Chicago Ideas Week and the Arab Spring-Explained for Lay People


As a marketer, I like things to be simple. Easily communicated. Three points. Or, even better, one succinct point that explains everything and gives you a clear call to action.

Perhaps that is what I was yearning for in my decision to take three hours out of the middle of the day to go to an event for Chicago Ideas Week–After the Arab Spring: The United States’ Middle East Strategy & What’s Next? Perhaps the news radio I was listening to on the way was a clear sign to be careful what you wish for. It pointed out (acknowledging the risk of comparison) that Hitler had started out not only as an artist, but as a marketer. Ahh…one clear mission…kill the Jews. Okay, maybe clear and simple is not always the way to go.

But the conversation was interesting–gleaned new perspective–and the whole idea of Chicago Ideas Week of “transformational ideas from hundreds of thought leaders for only $15 per ticket” was worthwhile. The speakers, Ayman Mohyeldin, Deborah Amos and Leila Fadel, were are all extremely knowledgeable and brought a good perspective (although now in looking for a link to a bio for Ayman Mohyeldin, much of the news is about him and bias, but that didn’t seem evident at this program—in fact he was really good at giving ideas about why/how things happen in layman’s terms.). Oh, and moderator Rachel Bronson did a great job—apparently a last minute fill-in for illness-but she was well-prepared and kept the conversation moving.

The event was timely, given this morning’s launch of the third attempt to take back Mosul (I learned that in the talk…the first was in 2013 to liberate it from Sadam Hussein; the second in 2014-2015 to liberate it from Sunni insurgents, and now, in 2016, from ISIS) And, I sort of want to be Leila Fadal—maybe for a day—she seems like a really smart Indiana Jones.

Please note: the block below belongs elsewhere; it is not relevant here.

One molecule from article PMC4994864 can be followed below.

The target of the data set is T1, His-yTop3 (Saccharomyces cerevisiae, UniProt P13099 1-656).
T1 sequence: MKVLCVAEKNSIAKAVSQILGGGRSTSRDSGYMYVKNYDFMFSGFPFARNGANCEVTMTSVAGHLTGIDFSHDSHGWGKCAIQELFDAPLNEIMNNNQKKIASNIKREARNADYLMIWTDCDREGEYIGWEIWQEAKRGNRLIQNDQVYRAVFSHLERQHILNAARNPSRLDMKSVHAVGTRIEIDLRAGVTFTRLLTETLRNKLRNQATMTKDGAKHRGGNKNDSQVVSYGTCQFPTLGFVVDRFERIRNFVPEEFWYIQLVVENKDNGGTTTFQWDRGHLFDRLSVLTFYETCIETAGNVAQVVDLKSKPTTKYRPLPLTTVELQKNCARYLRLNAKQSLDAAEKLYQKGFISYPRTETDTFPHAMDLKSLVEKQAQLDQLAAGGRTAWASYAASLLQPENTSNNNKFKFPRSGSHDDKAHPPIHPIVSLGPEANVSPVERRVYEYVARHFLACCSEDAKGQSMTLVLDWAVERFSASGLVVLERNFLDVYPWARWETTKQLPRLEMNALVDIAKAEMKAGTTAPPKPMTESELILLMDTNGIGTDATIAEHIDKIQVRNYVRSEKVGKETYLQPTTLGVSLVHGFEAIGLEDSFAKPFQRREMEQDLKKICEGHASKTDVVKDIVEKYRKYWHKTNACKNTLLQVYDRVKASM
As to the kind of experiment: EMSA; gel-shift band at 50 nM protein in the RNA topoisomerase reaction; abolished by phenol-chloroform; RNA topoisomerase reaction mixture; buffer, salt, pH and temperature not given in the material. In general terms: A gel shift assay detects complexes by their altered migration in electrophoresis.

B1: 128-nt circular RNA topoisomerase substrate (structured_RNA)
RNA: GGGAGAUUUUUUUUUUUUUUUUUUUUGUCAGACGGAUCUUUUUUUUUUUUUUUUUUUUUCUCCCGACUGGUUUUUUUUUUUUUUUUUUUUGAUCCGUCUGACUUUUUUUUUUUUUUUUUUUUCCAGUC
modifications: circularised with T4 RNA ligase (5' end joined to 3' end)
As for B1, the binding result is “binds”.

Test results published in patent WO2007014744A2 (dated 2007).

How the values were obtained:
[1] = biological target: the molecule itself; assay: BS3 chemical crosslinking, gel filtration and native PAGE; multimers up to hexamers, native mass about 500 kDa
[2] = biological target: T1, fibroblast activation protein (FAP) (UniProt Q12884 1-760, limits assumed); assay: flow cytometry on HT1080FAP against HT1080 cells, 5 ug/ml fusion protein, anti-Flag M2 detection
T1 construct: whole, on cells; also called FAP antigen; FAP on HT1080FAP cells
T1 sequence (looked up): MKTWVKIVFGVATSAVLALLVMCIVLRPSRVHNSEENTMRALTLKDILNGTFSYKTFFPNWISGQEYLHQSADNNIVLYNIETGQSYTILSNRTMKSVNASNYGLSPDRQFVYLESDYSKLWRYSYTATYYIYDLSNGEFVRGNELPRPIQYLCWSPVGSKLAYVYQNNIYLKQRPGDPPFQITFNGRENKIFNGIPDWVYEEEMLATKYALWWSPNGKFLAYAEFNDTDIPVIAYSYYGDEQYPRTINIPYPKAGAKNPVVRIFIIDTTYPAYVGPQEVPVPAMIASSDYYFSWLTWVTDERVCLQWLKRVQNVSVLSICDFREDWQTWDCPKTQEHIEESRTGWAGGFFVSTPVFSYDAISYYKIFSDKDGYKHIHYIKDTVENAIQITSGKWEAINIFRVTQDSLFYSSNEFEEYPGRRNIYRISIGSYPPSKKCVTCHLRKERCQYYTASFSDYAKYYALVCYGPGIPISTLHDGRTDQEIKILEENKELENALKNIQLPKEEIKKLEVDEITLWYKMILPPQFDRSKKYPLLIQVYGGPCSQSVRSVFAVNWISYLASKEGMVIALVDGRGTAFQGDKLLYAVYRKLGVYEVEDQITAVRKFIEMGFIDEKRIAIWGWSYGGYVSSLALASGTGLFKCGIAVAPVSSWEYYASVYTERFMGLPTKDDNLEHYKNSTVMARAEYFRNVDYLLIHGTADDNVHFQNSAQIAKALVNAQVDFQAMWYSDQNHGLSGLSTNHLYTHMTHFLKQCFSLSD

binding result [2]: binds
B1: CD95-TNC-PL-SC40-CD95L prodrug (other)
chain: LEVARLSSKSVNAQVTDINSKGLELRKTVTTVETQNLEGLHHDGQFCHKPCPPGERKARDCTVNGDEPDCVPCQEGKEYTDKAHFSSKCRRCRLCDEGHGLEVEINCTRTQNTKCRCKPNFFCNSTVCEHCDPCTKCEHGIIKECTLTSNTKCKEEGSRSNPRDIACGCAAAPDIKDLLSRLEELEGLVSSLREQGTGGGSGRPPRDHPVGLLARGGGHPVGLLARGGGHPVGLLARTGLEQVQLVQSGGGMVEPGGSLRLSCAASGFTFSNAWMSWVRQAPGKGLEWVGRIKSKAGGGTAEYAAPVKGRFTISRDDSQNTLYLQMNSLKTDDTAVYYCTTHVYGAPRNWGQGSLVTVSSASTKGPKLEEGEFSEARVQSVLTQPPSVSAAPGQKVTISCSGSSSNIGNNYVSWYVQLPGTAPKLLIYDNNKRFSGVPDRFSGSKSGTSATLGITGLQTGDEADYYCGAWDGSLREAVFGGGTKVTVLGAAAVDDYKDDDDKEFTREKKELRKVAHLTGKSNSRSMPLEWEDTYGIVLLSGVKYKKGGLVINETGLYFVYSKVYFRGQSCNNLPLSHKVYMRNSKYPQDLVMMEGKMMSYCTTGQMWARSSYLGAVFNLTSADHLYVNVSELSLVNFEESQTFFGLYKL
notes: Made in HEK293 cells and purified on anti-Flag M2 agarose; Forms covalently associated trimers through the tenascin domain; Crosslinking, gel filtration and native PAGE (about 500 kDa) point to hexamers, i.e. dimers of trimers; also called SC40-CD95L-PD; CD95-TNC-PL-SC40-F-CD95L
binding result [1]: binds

And, my desire for cleanness also would assume that “the Middle East” was one country with one ruler and that we (we…as in the US…isn’t that how we view the world?) actually had the power to fix it. Far from it, it’s actually 22 countries, and there’s not always a single, clear leader within each country… the hard part being with countries in conflict (isn’t that all of them?), with revolutions and counter-revolutions, is that we don’t always know who is in charge, or with whom you would even negotiate. And, the US policy is “unclear on the ground” says Leila, with protecting our interests usually taking precedent over what’s right.

Ayman’s gauge question for why the US gets involved was to imagine if the US would get involved if the primary export from the Middle East was bananas, rather than oil. On the million dollar question of what the US can do, Ayman pointed out that there are two scenarios that invite the emergence of extremism…a power void (e.g. government toppled and no one, no infrastructure to replace it) or an extreme dictator–one or the other pretty much describing the situation. “So would we be better off staying out of it?” asked an audience member? Leila suggested perhaps, yes, citing Tunisia. With no strategic or financial interest there, they have pretty much been left alone, and are one of the few countries that seem to be successfully rebuilding.

So, while there is not an easy answer, the Chicago Ideas program did do what it aspired to which is inspire new ideas (and maybe transform the world down the road).

In the meantime, in trying to make sense of things, here are some resources I found that I think can be helpful, at a bare minimum to follow the news and understand what is happening.

Finally, how cool is the ink factory. An artist from there created the drawing above as the speakers spoke—that was a blank slate when the event started—fun to watch them capturing all of the ideas. But, perhaps it unwittingly (or wittingly?) it captures the essence of the Middle East with the mom and two children in the bottom right corner–grave conflict, no clear central source or explanation, chaotic things happening all over the place, while the In the meantime, the cities being bombed or occupied on the ground are full of real people, moms and dads, kids, wanting to go to school, go to work, live a life.